William F. “Buffalo Bill” Cody earned his fame and nickname during the late 1860s when he slaughtered thousands of bison to feed Kansas Pacific Railroad construction workers. Consequently, many sportsmen and early game preservationists looked down upon him as a mere “skinner.” By the end of his life, however, Cody’s perspective on game animals had changed. A mere month before his death, for instance, Cody in December 1916 wrote a letter of introduction for one Irving H. “Larry” Larom, writing that, “He will explain how we men here in the big game country are trying to preserve the fast disapearing [sic] big game of the country.” Yet, Cody always remained an avid sportsman, routinely organizing and/or leading big game hunts in northwestern Wyoming for his friends and business partners living throughout the United States, as well as European dignitaries.
This project examines how Cody balanced sport-hunting and his preservationist aspirations in the game-rich area east of Yellowstone National Park. In doing so, it brings focuses on our attention on a part of Cody’s life that is often overshadowed by his Wild West Show or his business ventures. Examining the nuances and seeming contradictions of Cody’s hunting and preservation activities, this study highlights the intricate, changing relationships between men and the world around them. The hunting life, was, as Cody himself wrote, “the life I love.” That statement alone begins to explain Cody’s turn toward game preservation when the “frontier” passed and the abundance of the West proved vulnerable to the coming of “civilization”.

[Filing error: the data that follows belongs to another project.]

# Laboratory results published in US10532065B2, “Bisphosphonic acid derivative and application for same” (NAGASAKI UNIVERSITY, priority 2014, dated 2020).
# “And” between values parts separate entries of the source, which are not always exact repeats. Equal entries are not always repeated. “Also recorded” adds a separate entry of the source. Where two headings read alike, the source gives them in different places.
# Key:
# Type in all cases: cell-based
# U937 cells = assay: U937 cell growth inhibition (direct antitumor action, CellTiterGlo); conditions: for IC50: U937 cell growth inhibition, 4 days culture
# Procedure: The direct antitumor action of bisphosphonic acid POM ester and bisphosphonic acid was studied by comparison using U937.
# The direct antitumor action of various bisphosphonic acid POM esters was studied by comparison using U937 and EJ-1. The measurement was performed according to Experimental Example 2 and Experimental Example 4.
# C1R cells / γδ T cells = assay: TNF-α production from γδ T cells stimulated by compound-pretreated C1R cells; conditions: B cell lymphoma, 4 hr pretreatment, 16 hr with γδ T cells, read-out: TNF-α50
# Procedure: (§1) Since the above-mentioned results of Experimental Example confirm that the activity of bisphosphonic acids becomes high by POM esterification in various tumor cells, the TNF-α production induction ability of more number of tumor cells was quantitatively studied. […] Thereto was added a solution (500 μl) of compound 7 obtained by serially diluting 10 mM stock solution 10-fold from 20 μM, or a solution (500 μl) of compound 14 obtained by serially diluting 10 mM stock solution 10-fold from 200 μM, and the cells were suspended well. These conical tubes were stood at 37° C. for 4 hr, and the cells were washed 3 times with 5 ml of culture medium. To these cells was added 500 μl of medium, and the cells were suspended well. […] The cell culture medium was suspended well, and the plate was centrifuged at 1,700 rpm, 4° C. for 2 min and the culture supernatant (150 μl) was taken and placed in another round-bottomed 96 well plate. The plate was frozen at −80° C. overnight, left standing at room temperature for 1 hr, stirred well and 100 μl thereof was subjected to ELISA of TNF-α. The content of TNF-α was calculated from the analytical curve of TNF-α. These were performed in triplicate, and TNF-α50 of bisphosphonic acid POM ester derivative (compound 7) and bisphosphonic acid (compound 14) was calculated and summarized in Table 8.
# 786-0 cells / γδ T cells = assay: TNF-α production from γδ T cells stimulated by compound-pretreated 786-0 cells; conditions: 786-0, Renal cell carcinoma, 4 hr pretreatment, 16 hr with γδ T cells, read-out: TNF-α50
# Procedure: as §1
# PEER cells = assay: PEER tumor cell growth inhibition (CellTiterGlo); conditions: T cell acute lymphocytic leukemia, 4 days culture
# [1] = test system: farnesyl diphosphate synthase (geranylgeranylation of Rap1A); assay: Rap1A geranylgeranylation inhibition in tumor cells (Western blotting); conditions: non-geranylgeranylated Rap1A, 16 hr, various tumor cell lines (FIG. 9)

“Saving and Enjoying the Vanishing Wild West: William F. Cody as a Preservationist and Sportsman.” Shifting Boundaries: Expansion, Invasion, and Violence in the West, Seventh Annual James A. Rawley Conference in the Humanities, University of Nebraska-Lincoln, March 31, 2012. Adam Hodge, University of Nebraska-Lincoln.